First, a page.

Peptidoglycan synthesis

Cell wall (Peptidoglycan synthesis)

PG synthesis is important because:

– To provide cell wall structure for protecting the cell from cell lysis (burst) due to high osmotic pressure

– To provide cell wall structure to maintain the shape of cell

– To replace old/matured or spliced PG during cell division

For details, refer to:

Peptidoglycan Structure and Function


Peptidoglycan synthesis


– occurs at 3 different locations

1) Cytoplasm – efficient to do it here since many of the biosynthesis precursor molecules are found here (central metabolism occurs mainly in cytoplasm)

2) Cytoplasmic membrane – to deliver newly synthesized PG molecule after assembly

3) External side of cytoplasmic membrane (Cell wall) – to incorporate newly assembled PG molecule to existing cell wall (peptidoglycan structure)

General steps of peptidoglycan synthesis


1) In cytoplasm production of UDP-GlcNAc

– Adding amino group to fructose-6-phosphate produces glucosamine-1-phosphate using

Glutamine synthetase.

– Adding acetyl-CoA to glucosamine-1-phosphate produces N-acetylglucosamine (NAG/GlcNAc)

– Finally, add UTP (uridine triphosphate) to N-acetylglucosamine produces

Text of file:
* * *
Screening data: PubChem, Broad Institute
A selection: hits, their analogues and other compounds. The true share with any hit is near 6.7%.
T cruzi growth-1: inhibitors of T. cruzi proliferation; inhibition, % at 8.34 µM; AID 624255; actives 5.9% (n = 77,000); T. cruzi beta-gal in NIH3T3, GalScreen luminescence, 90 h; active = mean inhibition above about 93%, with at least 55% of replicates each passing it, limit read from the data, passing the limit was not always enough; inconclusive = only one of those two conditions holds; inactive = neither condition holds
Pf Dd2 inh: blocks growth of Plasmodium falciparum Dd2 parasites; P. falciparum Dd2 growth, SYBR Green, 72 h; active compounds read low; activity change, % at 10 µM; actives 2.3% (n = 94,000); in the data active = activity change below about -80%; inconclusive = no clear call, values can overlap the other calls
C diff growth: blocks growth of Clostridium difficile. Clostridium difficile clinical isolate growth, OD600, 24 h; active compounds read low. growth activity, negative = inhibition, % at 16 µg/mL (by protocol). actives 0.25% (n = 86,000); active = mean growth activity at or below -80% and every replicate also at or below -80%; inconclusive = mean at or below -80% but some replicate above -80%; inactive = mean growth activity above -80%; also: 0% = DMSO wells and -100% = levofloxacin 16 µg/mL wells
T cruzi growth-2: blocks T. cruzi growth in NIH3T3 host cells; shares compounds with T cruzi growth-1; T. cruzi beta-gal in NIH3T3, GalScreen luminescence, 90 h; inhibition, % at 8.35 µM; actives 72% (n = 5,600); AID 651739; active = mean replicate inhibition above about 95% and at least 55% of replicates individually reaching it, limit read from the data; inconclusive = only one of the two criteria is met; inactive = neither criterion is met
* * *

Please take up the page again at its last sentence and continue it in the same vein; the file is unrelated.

UDP-NAG (UDP-GlcNAc).

– Once UDP-GlcNAc is synthesized, cell can synthesize UDP-MurNAc (N-acetylmuramic acid)

by adding lactose using ether linkage on UDP-GlcNAc.

– Then add five peptides to UDP-MurNAc to make UDP-MurNAc pentapeptide precursor.

2) At internal side of cytoplasmic membrane, assembly occurs

– UDP-MurNAc pentapeptide is added to undecaprenyl pyrophosphate (transport lipid) to produce lipid I.

– Then lipid I is converted to lipid II after addition of GlcNAc from UDP-GlcNAc (UDP removed to provide energy for bonding)

– 5 glycine amino acids bind to lipid II. Once lipid II is ready, it is flipped to the external side of the cytoplasmic membrane, entering to cell wall structure.

– With the help of Penicillin-binding proteins (PBPs – found that penicillin binds here), lipid II is added to the nascent PG.

3) At the external side of cytoplasmic membrane, cross-linking occurs

– Polymerization and cross-linking of glycan strands occurs here with the help of PBP

(PBP aka DD-transpeptidases (DD-TPases), helpscrosslinking of peptides)

– Transglycosylation and transpeptidation reaction occurs to allow cross-linking of PG.

– and Voila! Cell just made/added new peptidoglycan structure.

*Transpeptidation reaction helps cell to incorporate new PG molecules to nascent PG.

For details, refer to:

https://www.youtube.com/watch?v=5YeGje_LK7Q

 

Rerence

Pinho, M. G. Kjos, M. and Weening, J. Nat. Rev. Microbiol. (2013) 11: p. 601-614.

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